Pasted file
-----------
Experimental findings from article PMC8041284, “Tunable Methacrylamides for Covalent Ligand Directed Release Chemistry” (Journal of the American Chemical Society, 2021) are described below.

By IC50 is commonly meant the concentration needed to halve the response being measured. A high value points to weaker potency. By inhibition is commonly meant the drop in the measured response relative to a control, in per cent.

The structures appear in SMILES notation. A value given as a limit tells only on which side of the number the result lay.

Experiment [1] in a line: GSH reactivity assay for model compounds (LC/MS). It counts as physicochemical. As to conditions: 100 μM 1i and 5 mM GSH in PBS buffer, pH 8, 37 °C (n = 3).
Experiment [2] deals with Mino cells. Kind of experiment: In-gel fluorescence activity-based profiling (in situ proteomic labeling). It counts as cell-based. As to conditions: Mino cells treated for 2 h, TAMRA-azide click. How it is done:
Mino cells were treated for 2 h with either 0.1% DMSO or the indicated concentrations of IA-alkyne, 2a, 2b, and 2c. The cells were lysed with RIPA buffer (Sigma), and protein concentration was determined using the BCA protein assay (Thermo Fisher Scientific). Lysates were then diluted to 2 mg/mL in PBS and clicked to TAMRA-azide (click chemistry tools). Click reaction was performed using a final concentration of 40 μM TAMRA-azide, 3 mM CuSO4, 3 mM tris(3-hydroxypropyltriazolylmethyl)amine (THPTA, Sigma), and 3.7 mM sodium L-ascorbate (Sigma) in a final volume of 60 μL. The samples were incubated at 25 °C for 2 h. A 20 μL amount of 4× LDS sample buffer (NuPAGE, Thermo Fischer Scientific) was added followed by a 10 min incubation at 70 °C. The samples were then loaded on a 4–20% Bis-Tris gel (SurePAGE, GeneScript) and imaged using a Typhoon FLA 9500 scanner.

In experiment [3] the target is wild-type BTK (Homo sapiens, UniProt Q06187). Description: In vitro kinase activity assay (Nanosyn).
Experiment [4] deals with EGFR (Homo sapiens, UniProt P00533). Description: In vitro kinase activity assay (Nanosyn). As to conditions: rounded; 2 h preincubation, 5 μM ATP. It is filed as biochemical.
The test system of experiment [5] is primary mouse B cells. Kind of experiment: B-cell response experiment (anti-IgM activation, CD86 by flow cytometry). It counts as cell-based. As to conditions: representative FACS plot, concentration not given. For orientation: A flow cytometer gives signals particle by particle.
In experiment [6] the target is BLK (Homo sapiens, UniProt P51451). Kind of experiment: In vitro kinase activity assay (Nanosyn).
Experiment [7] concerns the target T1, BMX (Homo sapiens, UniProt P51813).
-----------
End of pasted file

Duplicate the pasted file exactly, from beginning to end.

Experimental findings from article PMC8041284, “Tunable Methacrylamides for Covalent Ligand Directed Release Chemistry” (Journal of the American Chemical Society, 2021) are described below.

By IC50 is commonly meant the concentration needed to halve the response being measured. A high value points to weaker potency. By inhibition is commonly meant the drop in the measured response relative to a control, in per cent.

The structures appear in SMILES notation. A value given as a limit tells only on which side of the number the result lay.

Experiment [1] in a line: GSH reactivity assay for model compounds (LC/MS). It counts as physicochemical. As to conditions: 100 μM 1i and 5 mM GSH in PBS buffer, pH 8, 37 °C (n = 3).
Experiment [2] deals with Mino cells. Kind of experiment: In-gel fluorescence activity-based profiling (in situ proteomic labeling). It counts as cell-based. As to conditions: Mino cells treated for 2 h, TAMRA-azide click. How it is done:
Mino cells were treated for 2 h with either 0.1% DMSO or the indicated concentrations of IA-alkyne, 2a, 2b, and 2c. The cells were lysed with RIPA buffer (Sigma), and protein concentration was determined using the BCA protein assay (Thermo Fisher Scientific). Lysates were then diluted to 2 mg/mL in PBS and clicked to TAMRA-azide (click chemistry tools). Click reaction was performed using a final concentration of 40 μM TAMRA-azide, 3 mM CuSO4, 3 mM tris(3-hydroxypropyltriazolylmethyl)amine (THPTA, Sigma), and 3.7 mM sodium L-ascorbate (Sigma) in a final volume of 60 μL. The samples were incubated at 25 °C for 2 h. A 20 μL amount of 4× LDS sample buffer (NuPAGE, Thermo Fischer Scientific) was added followed by a 10 min incubation at 70 °C. The samples were then loaded on a 4–20% Bis-Tris gel (SurePAGE, GeneScript) and imaged using a Typhoon FLA 9500 scanner.

In experiment [3] the target is wild-type BTK (Homo sapiens, UniProt Q06187). Description: In vitro kinase activity assay (Nanosyn).
Experiment [4] deals with EGFR (Homo sapiens, UniProt P00533). Description: In vitro kinase activity assay (Nanosyn). As to conditions: rounded; 2 h preincubation, 5 μM ATP. It is filed as biochemical.
The test system of experiment [5] is primary mouse B cells. Kind of experiment: B-cell response experiment (anti-IgM activation, CD86 by flow cytometry). It counts as cell-based. As to conditions: representative FACS plot, concentration not given. For orientation: A flow cytometer gives signals particle by particle.
In experiment [6] the target is BLK (Homo sapiens, UniProt P51451). Kind of experiment: In vitro kinase activity assay (Nanosyn).
Experiment [7] concerns the target T1, BMX (Homo sapiens, UniProt P51813).